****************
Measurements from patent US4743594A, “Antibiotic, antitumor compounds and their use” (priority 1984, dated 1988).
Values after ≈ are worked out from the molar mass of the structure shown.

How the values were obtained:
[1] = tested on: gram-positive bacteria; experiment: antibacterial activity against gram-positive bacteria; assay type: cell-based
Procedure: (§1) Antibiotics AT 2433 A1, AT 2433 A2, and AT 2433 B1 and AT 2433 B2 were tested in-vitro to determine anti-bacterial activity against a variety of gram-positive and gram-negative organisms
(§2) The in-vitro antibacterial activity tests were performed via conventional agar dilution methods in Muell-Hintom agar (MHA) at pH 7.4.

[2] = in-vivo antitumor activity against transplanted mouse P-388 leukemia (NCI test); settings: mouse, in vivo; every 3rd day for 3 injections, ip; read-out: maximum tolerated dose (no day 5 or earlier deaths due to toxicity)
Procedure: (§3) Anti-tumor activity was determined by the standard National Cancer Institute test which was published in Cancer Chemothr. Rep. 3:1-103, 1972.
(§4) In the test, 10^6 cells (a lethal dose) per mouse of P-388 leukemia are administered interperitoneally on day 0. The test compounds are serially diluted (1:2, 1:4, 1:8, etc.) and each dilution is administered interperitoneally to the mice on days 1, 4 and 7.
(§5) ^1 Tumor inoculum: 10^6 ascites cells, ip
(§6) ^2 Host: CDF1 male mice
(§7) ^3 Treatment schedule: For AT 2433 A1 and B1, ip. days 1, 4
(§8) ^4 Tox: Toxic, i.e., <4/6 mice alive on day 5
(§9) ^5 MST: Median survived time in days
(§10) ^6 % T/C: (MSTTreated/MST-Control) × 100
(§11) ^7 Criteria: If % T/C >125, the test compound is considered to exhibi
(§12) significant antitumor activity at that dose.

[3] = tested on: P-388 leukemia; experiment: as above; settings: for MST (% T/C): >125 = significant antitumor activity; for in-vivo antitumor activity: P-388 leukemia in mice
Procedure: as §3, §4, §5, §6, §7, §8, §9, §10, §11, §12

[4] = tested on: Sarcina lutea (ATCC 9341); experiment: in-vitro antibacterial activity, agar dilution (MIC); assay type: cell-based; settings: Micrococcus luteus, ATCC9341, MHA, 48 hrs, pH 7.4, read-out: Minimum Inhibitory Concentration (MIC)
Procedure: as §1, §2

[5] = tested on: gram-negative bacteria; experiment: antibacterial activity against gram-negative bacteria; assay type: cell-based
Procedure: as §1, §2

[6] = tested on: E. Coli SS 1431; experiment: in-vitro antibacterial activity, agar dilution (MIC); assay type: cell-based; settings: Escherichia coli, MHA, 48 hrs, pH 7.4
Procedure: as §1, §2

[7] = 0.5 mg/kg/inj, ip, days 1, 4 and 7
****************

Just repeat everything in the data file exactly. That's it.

Measurements from patent US4743594A, “Antibiotic, antitumor compounds and their use” (priority 1984, dated 1988).
Values after ≈ are worked out from the molar mass of the structure shown.

How the values were obtained:
[1] = tested on: gram-positive bacteria; experiment: antibacterial activity against gram-positive bacteria; assay type: cell-based
Procedure: (§1) Antibiotics AT 2433 A1, AT 2433 A2, and AT 2433 B1 and AT 2433 B2 were tested in-vitro to determine anti-bacterial activity against a variety of gram-positive and gram-negative organisms
(§2) The in-vitro antibacterial activity tests were performed via conventional agar dilution methods in Muell-Hintom agar (MHA) at pH 7.4.

[2] = in-vivo antitumor activity against transplanted mouse P-388 leukemia (NCI test); settings: mouse, in vivo; every 3rd day for 3 injections, ip; read-out: maximum tolerated dose (no day 5 or earlier deaths due to toxicity)
Procedure: (§3) Anti-tumor activity was determined by the standard National Cancer Institute test which was published in Cancer Chemothr. Rep. 3:1-103, 1972.
(§4) In the test, 10^6 cells (a lethal dose) per mouse of P-388 leukemia are administered interperitoneally on day 0. The test compounds are serially diluted (1:2, 1:4, 1:8, etc.) and each dilution is administered interperitoneally to the mice on days 1, 4 and 7.
(§5) ^1 Tumor inoculum: 10^6 ascites cells, ip
(§6) ^2 Host: CDF1 male mice
(§7) ^3 Treatment schedule: For AT 2433 A1 and B1, ip. days 1, 4
(§8) ^4 Tox: Toxic, i.e., <4/6 mice alive on day 5
(§9) ^5 MST: Median survived time in days
(§10) ^6 % T/C: (MSTTreated/MST-Control) × 100
(§11) ^7 Criteria: If % T/C >125, the test compound is considered to exhibi
(§12) significant antitumor activity at that dose.

[3] = tested on: P-388 leukemia; experiment: as above; settings: for MST (% T/C): >125 = significant antitumor activity; for in-vivo antitumor activity: P-388 leukemia in mice
Procedure: as §3, §4, §5, §6, §7, §8, §9, §10, §11, §12

[4] = tested on: Sarcina lutea (ATCC 9341); experiment: in-vitro antibacterial activity, agar dilution (MIC); assay type: cell-based; settings: Micrococcus luteus, ATCC9341, MHA, 48 hrs, pH 7.4, read-out: Minimum Inhibitory Concentration (MIC)
Procedure: as §1, §2

[5] = tested on: gram-negative bacteria; experiment: antibacterial activity against gram-negative bacteria; assay type: cell-based
Procedure: as §1, §2

[6] = tested on: E. Coli SS 1431; experiment: in-vitro antibacterial activity, agar dilution (MIC); assay type: cell-based; settings: Escherichia coli, MHA, 48 hrs, pH 7.4
Procedure: as §1, §2

[7] = 0.5 mg/kg/inj, ip, days 1, 4 and 7